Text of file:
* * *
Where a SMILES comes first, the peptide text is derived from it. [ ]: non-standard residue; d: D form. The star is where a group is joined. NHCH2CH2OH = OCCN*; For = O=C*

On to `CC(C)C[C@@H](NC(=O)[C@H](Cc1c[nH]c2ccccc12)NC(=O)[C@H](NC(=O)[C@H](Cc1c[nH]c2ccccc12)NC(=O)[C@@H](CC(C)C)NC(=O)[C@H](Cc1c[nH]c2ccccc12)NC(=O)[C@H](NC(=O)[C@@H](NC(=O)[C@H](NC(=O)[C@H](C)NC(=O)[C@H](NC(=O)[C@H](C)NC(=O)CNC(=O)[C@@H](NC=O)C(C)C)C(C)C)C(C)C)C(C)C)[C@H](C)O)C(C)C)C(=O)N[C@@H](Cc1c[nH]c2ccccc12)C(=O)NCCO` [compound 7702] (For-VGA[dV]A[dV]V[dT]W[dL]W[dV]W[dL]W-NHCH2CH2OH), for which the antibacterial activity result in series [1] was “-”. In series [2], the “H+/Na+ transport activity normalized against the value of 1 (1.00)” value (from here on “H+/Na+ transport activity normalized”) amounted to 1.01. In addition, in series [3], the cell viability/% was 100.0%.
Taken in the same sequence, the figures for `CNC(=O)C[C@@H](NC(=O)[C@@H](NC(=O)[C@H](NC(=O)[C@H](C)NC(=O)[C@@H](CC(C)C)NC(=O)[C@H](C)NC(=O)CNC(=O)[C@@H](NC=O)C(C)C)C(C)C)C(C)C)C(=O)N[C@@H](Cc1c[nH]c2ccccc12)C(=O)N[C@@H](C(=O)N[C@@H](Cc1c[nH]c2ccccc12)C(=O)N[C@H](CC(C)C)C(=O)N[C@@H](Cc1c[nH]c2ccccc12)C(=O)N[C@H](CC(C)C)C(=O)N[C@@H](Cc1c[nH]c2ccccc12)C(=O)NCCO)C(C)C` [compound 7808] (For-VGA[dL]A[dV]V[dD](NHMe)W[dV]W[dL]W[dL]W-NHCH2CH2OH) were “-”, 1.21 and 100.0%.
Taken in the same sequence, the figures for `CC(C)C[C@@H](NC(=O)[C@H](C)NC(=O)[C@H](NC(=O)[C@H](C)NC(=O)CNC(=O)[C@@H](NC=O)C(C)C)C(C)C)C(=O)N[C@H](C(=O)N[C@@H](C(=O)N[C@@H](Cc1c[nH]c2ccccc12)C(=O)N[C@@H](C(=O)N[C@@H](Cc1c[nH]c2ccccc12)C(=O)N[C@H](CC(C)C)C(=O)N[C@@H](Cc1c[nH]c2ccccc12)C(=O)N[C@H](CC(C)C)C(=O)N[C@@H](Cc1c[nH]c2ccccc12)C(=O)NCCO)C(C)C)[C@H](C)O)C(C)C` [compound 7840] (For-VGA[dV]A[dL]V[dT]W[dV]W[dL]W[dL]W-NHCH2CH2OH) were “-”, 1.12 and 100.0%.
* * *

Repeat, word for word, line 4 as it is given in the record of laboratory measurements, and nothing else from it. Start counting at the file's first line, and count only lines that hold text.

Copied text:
Taken in the same sequence, the figures for `CC(C)C[C@@H](NC(=O)[C@H](C)NC(=O)[C@H](NC(=O)[C@H](C)NC(=O)CNC(=O)[C@@H](NC=O)C(C)C)C(C)C)C(=O)N[C@H](C(=O)N[C@@H](C(=O)N[C@@H](Cc1c[nH]c2ccccc12)C(=O)N[C@@H](C(=O)N[C@@H](Cc1c[nH]c2ccccc12)C(=O)N[C@H](CC(C)C)C(=O)N[C@@H](Cc1c[nH]c2ccccc12)C(=O)N[C@H](CC(C)C)C(=O)N[C@@H](Cc1c[nH]c2ccccc12)C(=O)NCCO)C(C)C)[C@H](C)O)C(C)C` [compound 7840] (For-VGA[dV]A[dL]V[dT]W[dV]W[dL]W[dL]W-NHCH2CH2OH) were “-”, 1.12 and 100.0%.